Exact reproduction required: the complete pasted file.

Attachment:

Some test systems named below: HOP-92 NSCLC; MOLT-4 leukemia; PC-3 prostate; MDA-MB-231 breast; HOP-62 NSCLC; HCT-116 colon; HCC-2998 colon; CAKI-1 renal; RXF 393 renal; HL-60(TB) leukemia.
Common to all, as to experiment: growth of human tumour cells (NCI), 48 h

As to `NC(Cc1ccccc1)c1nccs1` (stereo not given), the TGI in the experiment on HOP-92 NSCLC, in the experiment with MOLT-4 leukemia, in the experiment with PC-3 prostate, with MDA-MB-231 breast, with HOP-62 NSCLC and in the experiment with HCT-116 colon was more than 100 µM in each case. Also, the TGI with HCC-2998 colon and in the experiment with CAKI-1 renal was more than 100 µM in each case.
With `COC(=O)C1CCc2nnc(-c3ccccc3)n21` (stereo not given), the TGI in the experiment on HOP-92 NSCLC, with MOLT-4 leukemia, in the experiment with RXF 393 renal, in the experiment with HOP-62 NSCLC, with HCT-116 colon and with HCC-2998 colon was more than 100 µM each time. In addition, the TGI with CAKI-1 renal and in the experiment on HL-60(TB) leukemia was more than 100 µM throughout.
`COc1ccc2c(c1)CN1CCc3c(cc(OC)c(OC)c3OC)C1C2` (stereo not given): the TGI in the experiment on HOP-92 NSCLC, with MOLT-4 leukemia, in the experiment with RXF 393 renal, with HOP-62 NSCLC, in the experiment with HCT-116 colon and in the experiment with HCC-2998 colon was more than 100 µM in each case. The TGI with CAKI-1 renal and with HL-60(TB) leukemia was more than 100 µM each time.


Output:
Some test systems named below: HOP-92 NSCLC; MOLT-4 leukemia; PC-3 prostate; MDA-MB-231 breast; HOP-62 NSCLC; HCT-116 colon; HCC-2998 colon; CAKI-1 renal; RXF 393 renal; HL-60(TB) leukemia.
Common to all, as to experiment: growth of human tumour cells (NCI), 48 h

As to `NC(Cc1ccccc1)c1nccs1` (stereo not given), the TGI in the experiment on HOP-92 NSCLC, in the experiment with MOLT-4 leukemia, in the experiment with PC-3 prostate, with MDA-MB-231 breast, with HOP-62 NSCLC and in the experiment with HCT-116 colon was more than 100 µM in each case. Also, the TGI with HCC-2998 colon and in the experiment with CAKI-1 renal was more than 100 µM in each case.
With `COC(=O)C1CCc2nnc(-c3ccccc3)n21` (stereo not given), the TGI in the experiment on HOP-92 NSCLC, with MOLT-4 leukemia, in the experiment with RXF 393 renal, in the experiment with HOP-62 NSCLC, with HCT-116 colon and with HCC-2998 colon was more than 100 µM each time. In addition, the TGI with CAKI-1 renal and in the experiment on HL-60(TB) leukemia was more than 100 µM throughout.
`COc1ccc2c(c1)CN1CCc3c(cc(OC)c(OC)c3OC)C1C2` (stereo not given): the TGI in the experiment on HOP-92 NSCLC, with MOLT-4 leukemia, in the experiment with RXF 393 renal, with HOP-62 NSCLC, in the experiment with HCT-116 colon and in the experiment with HCC-2998 colon was more than 100 µM in each case. The TGI with CAKI-1 renal and with HL-60(TB) leukemia was more than 100 µM each time.